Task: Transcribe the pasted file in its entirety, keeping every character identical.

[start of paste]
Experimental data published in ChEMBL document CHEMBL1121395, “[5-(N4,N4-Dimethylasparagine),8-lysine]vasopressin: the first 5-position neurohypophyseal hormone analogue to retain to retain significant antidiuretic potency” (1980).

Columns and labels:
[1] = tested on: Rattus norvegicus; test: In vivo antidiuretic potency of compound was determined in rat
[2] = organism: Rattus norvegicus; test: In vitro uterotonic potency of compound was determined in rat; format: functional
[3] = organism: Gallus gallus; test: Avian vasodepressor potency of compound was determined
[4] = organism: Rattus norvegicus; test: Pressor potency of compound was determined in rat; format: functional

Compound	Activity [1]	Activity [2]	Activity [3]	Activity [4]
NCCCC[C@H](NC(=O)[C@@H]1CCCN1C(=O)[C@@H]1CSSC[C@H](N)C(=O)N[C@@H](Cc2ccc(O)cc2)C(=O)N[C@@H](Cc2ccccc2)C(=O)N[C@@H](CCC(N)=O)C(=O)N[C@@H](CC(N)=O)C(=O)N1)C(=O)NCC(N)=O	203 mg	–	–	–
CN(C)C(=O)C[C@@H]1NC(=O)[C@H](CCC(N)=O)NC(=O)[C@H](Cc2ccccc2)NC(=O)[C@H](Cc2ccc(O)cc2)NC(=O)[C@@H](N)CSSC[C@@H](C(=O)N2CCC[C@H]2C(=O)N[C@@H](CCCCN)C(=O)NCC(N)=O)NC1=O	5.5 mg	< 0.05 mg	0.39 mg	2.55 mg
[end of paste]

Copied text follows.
Experimental data published in ChEMBL document CHEMBL1121395, “[5-(N4,N4-Dimethylasparagine),8-lysine]vasopressin: the first 5-position neurohypophyseal hormone analogue to retain to retain significant antidiuretic potency” (1980).

Columns and labels:
[1] = tested on: Rattus norvegicus; test: In vivo antidiuretic potency of compound was determined in rat
[2] = organism: Rattus norvegicus; test: In vitro uterotonic potency of compound was determined in rat; format: functional
[3] = organism: Gallus gallus; test: Avian vasodepressor potency of compound was determined
[4] = organism: Rattus norvegicus; test: Pressor potency of compound was determined in rat; format: functional

Compound	Activity [1]	Activity [2]	Activity [3]	Activity [4]
NCCCC[C@H](NC(=O)[C@@H]1CCCN1C(=O)[C@@H]1CSSC[C@H](N)C(=O)N[C@@H](Cc2ccc(O)cc2)C(=O)N[C@@H](Cc2ccccc2)C(=O)N[C@@H](CCC(N)=O)C(=O)N[C@@H](CC(N)=O)C(=O)N1)C(=O)NCC(N)=O	203 mg	–	–	–
CN(C)C(=O)C[C@@H]1NC(=O)[C@H](CCC(N)=O)NC(=O)[C@H](Cc2ccccc2)NC(=O)[C@H](Cc2ccc(O)cc2)NC(=O)[C@@H](N)CSSC[C@@H](C(=O)N2CCC[C@H]2C(=O)N[C@@H](CCCCN)C(=O)NCC(N)=O)NC1=O	5.5 mg	< 0.05 mg	0.39 mg	2.55 mg